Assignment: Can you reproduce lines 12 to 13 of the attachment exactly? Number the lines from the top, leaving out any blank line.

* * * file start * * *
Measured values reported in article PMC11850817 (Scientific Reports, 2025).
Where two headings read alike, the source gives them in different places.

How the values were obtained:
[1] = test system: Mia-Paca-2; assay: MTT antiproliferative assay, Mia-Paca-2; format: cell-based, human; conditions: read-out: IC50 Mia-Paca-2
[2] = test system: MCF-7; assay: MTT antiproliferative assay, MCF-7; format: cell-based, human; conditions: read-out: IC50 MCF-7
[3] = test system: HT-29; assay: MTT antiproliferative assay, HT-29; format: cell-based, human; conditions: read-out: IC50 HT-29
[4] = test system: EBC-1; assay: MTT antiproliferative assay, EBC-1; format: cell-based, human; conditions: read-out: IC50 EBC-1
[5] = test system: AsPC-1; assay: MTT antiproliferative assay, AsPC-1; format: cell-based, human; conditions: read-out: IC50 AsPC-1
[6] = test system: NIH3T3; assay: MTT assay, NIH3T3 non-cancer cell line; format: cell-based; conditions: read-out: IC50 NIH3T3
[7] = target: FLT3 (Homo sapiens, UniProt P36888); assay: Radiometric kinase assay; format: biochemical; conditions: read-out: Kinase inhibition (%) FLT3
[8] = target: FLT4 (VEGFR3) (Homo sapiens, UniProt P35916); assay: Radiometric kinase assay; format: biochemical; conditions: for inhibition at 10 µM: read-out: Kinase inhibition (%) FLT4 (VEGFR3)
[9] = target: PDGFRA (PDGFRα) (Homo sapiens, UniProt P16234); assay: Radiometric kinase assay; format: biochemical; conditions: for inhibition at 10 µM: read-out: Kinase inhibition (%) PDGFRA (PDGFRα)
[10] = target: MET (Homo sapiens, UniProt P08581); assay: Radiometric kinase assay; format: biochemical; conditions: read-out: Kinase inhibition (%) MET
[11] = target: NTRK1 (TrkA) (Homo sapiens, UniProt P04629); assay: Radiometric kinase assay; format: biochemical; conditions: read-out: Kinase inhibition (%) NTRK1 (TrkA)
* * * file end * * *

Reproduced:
[9] = target: PDGFRA (PDGFRα) (Homo sapiens, UniProt P16234); assay: Radiometric kinase assay; format: biochemical; conditions: for inhibition at 10 µM: read-out: Kinase inhibition (%) PDGFRA (PDGFRα)
[10] = target: MET (Homo sapiens, UniProt P08581); assay: Radiometric kinase assay; format: biochemical; conditions: read-out: Kinase inhibition (%) MET